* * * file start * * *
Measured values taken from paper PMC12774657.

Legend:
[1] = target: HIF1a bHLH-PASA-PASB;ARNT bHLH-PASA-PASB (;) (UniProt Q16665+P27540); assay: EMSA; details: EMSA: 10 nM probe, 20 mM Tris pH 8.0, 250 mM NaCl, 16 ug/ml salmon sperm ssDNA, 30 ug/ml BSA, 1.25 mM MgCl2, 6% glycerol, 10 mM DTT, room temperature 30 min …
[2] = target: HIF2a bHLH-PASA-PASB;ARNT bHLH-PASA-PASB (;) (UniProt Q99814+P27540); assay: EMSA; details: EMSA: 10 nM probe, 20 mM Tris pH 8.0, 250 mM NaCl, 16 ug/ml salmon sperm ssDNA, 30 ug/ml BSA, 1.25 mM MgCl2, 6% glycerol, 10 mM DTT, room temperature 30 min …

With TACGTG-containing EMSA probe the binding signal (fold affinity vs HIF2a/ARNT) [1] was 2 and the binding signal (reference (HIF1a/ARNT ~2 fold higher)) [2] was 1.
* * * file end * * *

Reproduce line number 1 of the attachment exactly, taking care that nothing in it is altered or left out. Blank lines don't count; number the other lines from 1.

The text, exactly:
Measured values taken from paper PMC12774657.